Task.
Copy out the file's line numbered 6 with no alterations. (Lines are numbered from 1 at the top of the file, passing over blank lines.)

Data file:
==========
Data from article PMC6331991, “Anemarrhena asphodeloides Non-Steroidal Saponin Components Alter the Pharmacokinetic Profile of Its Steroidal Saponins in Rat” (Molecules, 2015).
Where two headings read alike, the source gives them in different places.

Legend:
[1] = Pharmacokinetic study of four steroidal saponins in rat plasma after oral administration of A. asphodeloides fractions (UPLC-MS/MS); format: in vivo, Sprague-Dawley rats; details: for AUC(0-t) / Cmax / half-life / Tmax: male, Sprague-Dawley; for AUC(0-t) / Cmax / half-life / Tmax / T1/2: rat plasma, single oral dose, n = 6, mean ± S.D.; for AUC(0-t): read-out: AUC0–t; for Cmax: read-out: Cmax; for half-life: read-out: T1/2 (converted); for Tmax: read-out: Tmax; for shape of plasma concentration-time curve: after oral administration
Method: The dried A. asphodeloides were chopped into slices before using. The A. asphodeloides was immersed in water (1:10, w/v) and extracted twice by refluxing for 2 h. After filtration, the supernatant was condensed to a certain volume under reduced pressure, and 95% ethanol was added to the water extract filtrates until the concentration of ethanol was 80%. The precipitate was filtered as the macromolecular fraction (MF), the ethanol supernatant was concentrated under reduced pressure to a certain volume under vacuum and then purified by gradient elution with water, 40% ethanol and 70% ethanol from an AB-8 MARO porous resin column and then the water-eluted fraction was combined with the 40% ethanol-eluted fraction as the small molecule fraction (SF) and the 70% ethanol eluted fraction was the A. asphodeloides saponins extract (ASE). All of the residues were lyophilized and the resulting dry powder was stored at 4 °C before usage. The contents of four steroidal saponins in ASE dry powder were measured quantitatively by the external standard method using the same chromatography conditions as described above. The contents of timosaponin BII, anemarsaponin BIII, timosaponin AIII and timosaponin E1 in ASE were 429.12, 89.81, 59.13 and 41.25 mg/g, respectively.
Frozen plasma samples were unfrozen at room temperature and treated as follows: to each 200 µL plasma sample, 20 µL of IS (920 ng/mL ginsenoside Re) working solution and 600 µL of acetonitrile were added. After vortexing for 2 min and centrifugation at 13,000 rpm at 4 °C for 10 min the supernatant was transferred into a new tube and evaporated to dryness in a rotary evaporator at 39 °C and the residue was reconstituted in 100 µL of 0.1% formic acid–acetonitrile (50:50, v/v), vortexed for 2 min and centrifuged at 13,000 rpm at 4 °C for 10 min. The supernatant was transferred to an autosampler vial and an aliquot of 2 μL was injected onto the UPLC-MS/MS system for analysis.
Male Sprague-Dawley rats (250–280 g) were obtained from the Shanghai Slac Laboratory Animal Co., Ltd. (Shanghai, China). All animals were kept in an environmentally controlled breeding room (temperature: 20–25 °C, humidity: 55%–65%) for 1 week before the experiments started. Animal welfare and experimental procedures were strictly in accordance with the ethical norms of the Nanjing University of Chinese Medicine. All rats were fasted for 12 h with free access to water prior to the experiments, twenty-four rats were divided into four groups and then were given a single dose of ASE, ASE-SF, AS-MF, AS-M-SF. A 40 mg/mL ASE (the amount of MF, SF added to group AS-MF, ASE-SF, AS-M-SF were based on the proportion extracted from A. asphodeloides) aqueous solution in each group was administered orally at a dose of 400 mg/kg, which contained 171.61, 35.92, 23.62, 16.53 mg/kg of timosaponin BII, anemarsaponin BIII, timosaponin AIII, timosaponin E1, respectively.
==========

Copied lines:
Frozen plasma samples were unfrozen at room temperature and treated as follows: to each 200 µL plasma sample, 20 µL of IS (920 ng/mL ginsenoside Re) working solution and 600 µL of acetonitrile were added. After vortexing for 2 min and centrifugation at 13,000 rpm at 4 °C for 10 min the supernatant was transferred into a new tube and evaporated to dryness in a rotary evaporator at 39 °C and the residue was reconstituted in 100 µL of 0.1% formic acid–acetonitrile (50:50, v/v), vortexed for 2 min and centrifuged at 13,000 rpm at 4 °C for 10 min. The supernatant was transferred to an autosampler vial and an aliquot of 2 μL was injected onto the UPLC-MS/MS system for analysis.